Each season comes with its own common skin issues, here are a few of the most common rashes you could see during the spring and summer months.
Heat Rash – Is a red or pink rash usually found on areas covered by clothing. It develops when the sweat ducts become blocked and swell. Humid climates see more frequent cases of heat rash. This type of rash usually clears on its own, but some severe forms may need medical attention. The best way to relieve symptoms is to cool down and prevent further sweating. To protect yourself from heat rash, avoid overdressing and tight-fitting clothing. Also, when it’s extremely hot, find some shade or air-conditioned buildings.
Hives – Are a rash of swollen, pale red bumps or welts that appear suddenly and without warning. They are often an allergic reaction and cause itching or a burning/stinging sensation. They can appear anywhere on the body including face, lips, tongue, throat, or ears. Hives can last for a few hours or a day before fading. Insect stings or bites, pet dander, pollen, and some plants cause this reaction.
If your symptoms persist, see your doctor.
Lyme disease – Is transmitted by the bite of an infected black-legged tick, or deer tick. Signs and symptoms vary and usually appear in stages. The earliest sign is a small, red bump at the site of a tick bite or removal, but it usually disappears over a few days – this is normal for any tick bite and does not indicate Lyme disease. These signs and symptoms of Lyme may occur within a month after being infected: An expanding rash, forming a “bull’s-eye” around the site of the bite that is not typically itchy or painful. Flu-like symptoms; fever, chills, fatigue, body aches and headache may accompany the rash. It is important to remember that only a minority of deer tick bites lead to Lyme disease. The longer the tick remains attached to your skin the higher your risk of infection.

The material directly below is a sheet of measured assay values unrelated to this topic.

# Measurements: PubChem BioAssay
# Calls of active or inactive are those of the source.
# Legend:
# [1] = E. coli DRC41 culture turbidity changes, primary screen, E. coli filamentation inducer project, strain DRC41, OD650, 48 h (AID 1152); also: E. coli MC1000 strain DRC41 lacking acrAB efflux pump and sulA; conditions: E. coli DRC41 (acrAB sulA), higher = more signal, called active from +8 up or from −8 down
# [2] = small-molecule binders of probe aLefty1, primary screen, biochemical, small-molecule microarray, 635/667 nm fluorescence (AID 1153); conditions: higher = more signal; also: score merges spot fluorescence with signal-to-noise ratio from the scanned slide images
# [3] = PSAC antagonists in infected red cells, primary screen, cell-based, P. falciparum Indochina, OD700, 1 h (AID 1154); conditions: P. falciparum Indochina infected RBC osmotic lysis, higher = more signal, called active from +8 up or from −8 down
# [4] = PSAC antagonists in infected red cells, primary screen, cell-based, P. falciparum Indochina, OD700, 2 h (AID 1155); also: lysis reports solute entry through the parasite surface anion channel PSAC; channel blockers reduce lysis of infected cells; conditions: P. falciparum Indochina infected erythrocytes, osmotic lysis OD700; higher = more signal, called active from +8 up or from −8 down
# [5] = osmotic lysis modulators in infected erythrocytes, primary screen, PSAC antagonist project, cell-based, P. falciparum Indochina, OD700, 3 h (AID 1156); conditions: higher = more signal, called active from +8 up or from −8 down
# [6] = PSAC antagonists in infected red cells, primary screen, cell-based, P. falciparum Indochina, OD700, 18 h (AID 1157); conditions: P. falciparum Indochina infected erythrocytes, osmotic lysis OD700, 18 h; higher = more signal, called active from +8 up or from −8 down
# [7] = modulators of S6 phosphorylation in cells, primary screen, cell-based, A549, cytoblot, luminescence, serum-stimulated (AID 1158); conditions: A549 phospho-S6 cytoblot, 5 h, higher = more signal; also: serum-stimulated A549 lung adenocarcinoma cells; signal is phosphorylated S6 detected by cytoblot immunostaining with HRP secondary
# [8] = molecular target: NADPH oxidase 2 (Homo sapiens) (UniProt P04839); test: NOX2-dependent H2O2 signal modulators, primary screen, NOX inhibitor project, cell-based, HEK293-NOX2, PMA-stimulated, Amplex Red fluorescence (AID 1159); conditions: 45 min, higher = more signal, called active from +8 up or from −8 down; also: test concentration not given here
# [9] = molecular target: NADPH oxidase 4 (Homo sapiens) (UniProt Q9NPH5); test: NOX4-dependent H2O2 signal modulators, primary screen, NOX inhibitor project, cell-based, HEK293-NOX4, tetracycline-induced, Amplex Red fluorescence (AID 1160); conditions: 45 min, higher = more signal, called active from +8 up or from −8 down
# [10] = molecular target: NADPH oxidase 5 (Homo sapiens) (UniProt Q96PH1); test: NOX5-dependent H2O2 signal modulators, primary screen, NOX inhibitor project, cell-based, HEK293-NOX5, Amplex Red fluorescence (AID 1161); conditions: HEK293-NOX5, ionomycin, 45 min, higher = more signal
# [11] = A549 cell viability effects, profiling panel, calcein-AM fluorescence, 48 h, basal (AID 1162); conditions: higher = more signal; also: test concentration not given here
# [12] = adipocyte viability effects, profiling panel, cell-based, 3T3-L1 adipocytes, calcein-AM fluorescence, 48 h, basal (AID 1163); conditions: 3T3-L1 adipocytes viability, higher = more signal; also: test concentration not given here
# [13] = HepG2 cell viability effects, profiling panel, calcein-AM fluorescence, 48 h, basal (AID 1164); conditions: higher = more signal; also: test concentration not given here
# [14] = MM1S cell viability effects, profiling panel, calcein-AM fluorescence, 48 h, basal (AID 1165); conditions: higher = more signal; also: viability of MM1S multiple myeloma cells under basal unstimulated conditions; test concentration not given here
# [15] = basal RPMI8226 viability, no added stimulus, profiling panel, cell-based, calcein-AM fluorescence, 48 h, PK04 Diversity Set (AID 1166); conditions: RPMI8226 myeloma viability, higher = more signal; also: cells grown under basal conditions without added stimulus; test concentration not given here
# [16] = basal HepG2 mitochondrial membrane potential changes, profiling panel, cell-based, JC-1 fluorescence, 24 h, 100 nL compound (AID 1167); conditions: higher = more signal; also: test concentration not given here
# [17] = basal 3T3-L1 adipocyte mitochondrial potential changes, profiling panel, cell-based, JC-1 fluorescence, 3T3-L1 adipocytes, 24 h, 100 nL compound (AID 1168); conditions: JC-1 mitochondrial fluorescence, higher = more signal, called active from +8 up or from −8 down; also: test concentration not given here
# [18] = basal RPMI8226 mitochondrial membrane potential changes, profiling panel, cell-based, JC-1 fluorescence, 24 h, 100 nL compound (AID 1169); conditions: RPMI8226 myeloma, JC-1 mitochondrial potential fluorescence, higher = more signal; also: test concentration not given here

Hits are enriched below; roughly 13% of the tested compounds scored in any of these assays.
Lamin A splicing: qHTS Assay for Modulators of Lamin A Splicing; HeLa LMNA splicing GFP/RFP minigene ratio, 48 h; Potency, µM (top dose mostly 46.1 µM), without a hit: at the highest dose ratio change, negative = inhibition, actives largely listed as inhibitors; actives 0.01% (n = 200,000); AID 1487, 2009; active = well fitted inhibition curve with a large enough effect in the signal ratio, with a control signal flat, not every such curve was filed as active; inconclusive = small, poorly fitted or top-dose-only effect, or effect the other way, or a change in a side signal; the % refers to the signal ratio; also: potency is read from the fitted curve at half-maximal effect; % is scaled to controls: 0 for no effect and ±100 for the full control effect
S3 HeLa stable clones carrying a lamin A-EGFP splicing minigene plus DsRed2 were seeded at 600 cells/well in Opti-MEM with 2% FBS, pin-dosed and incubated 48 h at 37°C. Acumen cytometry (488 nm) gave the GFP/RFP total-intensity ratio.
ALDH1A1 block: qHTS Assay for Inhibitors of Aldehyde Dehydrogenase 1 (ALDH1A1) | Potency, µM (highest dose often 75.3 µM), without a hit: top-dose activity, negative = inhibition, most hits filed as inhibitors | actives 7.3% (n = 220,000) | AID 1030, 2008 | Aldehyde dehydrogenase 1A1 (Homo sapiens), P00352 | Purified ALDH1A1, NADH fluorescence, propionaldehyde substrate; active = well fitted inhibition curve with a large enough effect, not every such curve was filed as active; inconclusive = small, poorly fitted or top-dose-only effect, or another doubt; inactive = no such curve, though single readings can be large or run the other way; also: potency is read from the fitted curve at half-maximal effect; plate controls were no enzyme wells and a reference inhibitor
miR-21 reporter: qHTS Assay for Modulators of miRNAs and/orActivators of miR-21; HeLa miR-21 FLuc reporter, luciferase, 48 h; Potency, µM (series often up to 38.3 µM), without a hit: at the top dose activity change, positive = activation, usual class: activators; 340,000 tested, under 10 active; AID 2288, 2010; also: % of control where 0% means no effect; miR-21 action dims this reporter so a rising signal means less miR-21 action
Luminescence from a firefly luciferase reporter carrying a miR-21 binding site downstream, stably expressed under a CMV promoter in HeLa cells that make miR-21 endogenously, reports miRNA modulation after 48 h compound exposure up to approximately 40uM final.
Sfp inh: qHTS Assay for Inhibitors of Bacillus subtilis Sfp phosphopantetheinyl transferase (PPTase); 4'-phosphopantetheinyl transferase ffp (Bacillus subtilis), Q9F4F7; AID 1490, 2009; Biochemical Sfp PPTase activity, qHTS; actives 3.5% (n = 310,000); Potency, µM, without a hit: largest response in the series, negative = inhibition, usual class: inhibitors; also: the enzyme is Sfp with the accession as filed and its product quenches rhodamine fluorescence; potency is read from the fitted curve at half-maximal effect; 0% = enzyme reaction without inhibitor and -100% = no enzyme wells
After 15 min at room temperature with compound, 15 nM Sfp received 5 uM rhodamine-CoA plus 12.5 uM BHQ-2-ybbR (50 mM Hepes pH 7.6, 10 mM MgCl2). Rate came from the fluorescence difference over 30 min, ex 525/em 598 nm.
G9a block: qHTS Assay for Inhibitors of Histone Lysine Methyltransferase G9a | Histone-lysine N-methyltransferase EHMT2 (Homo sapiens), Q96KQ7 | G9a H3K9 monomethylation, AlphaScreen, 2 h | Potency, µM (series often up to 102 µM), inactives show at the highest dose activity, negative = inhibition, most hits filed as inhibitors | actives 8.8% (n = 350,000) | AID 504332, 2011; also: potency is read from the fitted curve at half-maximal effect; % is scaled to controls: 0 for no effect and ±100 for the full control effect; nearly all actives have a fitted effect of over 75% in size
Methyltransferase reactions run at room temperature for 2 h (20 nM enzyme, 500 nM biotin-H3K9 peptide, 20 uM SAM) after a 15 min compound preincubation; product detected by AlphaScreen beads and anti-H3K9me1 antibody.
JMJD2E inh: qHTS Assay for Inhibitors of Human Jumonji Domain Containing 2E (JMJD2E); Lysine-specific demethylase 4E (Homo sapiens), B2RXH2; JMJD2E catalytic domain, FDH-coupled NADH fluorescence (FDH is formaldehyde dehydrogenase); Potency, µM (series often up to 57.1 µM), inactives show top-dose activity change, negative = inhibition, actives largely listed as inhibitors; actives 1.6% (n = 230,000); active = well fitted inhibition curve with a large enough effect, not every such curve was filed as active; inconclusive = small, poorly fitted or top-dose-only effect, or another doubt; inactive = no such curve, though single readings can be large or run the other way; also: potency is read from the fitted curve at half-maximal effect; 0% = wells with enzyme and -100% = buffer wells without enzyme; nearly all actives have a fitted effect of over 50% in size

If you think you’ve been bitten and are exhibiting symptoms, contact your doctor.
Poison Ivy/Oak/Sumac – Poison ivy, poison oak, and poison sumac grow in many wooded and marshy areas throughout North America. These plants have a sticky, long-lasting oil on their leaves that can cause an itchy rash. It tends to look like patches or streaks of red, raised blisters after the oil comes in contact with your skin. When in an area known to have these plants, keep your skin covered and wear closed toed shoes to avoid contact. A rash from poison ivy, oak, or sumac usually lasts 1 to 3 weeks and goes away without treatment.
See your doctor if the rash is close to your eyes or is widespread over your body. If you have trouble breathing or swallowing, go to an emergency room immediately.
Drug-induced Photosensitivity – Some medications can cause an unexpected sunburn or a dry, bumpy or blistering rash on sun-exposed skin. A mild reaction may be treated similarly to a sunburn, with application of cooling creams or gels. If patients have blisters that are broken, antibacterial creams may be recommended to prevent infection. If you believe you’re experiencing a severe reaction, call the office and make an appointment to see your physician. This is a common list of known drugs to cause a photosensitive reaction.
Anderson and Rahman Dermatology is proud to announce our Lenoir City office is moving. The new address is 1018 Highway 321 North, Lenoir City, TN 37771.
I own my own business, so I couldn’t be down for a week or two. The Fraxel re:store procedure at Anderson and Rahman Dermatology was simple and easy. Did it on a Friday, was back in my office on Monday.Laverne Friedman